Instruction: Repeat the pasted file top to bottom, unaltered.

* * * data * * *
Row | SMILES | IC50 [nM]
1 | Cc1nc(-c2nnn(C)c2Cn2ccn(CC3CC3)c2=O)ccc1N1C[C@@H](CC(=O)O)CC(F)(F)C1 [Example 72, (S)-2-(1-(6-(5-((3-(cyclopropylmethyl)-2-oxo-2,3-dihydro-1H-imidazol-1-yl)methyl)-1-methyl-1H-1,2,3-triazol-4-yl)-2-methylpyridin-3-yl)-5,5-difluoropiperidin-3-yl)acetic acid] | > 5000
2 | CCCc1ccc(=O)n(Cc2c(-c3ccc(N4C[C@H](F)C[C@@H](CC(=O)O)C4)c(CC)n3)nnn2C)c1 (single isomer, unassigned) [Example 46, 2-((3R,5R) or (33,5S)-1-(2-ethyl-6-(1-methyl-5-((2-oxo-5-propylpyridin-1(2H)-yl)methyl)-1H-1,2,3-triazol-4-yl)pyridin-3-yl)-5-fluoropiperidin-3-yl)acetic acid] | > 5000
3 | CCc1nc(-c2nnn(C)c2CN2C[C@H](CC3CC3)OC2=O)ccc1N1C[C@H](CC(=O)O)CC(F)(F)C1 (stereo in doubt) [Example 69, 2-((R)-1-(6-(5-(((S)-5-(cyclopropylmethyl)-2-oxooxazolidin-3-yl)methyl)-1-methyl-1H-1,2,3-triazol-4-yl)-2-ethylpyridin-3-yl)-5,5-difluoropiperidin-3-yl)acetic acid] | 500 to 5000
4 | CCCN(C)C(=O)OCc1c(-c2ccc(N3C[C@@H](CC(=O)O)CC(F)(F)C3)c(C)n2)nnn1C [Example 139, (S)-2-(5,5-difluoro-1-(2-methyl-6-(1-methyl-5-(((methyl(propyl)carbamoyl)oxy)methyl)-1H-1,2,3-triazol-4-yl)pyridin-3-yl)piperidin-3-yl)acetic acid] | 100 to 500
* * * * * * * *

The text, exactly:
Row | SMILES | IC50 [nM]
1 | Cc1nc(-c2nnn(C)c2Cn2ccn(CC3CC3)c2=O)ccc1N1C[C@@H](CC(=O)O)CC(F)(F)C1 [Example 72, (S)-2-(1-(6-(5-((3-(cyclopropylmethyl)-2-oxo-2,3-dihydro-1H-imidazol-1-yl)methyl)-1-methyl-1H-1,2,3-triazol-4-yl)-2-methylpyridin-3-yl)-5,5-difluoropiperidin-3-yl)acetic acid] | > 5000
2 | CCCc1ccc(=O)n(Cc2c(-c3ccc(N4C[C@H](F)C[C@@H](CC(=O)O)C4)c(CC)n3)nnn2C)c1 (single isomer, unassigned) [Example 46, 2-((3R,5R) or (33,5S)-1-(2-ethyl-6-(1-methyl-5-((2-oxo-5-propylpyridin-1(2H)-yl)methyl)-1H-1,2,3-triazol-4-yl)pyridin-3-yl)-5-fluoropiperidin-3-yl)acetic acid] | > 5000
3 | CCc1nc(-c2nnn(C)c2CN2C[C@H](CC3CC3)OC2=O)ccc1N1C[C@H](CC(=O)O)CC(F)(F)C1 (stereo in doubt) [Example 69, 2-((R)-1-(6-(5-(((S)-5-(cyclopropylmethyl)-2-oxooxazolidin-3-yl)methyl)-1-methyl-1H-1,2,3-triazol-4-yl)-2-ethylpyridin-3-yl)-5,5-difluoropiperidin-3-yl)acetic acid] | 500 to 5000
4 | CCCN(C)C(=O)OCc1c(-c2ccc(N3C[C@@H](CC(=O)O)CC(F)(F)C3)c(C)n2)nnn1C [Example 139, (S)-2-(5,5-difluoro-1-(2-methyl-6-(1-methyl-5-(((methyl(propyl)carbamoyl)oxy)methyl)-1H-1,2,3-triazol-4-yl)pyridin-3-yl)piperidin-3-yl)acetic acid] | 100 to 500